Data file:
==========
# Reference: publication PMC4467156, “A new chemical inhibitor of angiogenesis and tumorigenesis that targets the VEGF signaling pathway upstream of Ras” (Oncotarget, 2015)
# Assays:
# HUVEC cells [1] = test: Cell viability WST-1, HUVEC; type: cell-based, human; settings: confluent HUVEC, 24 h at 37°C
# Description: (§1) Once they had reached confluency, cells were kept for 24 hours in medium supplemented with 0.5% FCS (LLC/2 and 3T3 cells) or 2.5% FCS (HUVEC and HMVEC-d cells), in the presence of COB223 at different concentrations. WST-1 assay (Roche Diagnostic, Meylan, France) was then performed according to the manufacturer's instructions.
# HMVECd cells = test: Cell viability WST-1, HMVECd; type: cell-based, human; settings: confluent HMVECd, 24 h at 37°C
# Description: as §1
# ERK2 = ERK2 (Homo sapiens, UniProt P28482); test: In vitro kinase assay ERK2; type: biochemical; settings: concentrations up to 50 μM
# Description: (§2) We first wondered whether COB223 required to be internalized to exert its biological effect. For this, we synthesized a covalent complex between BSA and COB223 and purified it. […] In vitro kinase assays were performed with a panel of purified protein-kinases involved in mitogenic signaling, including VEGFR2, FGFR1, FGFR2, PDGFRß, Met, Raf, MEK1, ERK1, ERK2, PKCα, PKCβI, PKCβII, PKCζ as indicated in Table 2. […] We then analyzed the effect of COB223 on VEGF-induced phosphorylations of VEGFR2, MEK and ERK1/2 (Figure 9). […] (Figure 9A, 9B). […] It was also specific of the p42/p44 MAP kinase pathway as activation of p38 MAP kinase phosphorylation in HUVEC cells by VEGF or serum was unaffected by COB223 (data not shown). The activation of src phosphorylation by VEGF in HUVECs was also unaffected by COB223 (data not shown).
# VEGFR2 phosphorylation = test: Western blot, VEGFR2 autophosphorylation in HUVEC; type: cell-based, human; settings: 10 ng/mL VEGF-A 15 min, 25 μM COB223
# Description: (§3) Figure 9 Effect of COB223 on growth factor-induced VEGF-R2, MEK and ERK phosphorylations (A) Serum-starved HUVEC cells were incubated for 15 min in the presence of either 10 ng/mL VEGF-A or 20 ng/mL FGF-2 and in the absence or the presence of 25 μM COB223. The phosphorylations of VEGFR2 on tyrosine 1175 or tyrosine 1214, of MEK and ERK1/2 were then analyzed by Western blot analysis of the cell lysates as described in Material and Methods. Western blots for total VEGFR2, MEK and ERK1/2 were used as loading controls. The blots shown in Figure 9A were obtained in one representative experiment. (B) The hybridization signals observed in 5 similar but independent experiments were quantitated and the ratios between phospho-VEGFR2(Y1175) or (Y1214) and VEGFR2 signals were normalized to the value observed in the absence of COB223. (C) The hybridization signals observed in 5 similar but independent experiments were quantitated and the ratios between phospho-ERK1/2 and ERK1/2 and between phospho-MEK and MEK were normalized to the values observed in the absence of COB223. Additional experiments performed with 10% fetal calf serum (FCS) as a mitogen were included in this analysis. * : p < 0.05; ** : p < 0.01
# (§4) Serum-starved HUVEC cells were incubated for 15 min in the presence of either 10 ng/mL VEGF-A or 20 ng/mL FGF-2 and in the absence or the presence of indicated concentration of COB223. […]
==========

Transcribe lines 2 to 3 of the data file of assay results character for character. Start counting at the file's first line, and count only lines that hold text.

# Assays:
# HUVEC cells [1] = test: Cell viability WST-1, HUVEC; type: cell-based, human; settings: confluent HUVEC, 24 h at 37°C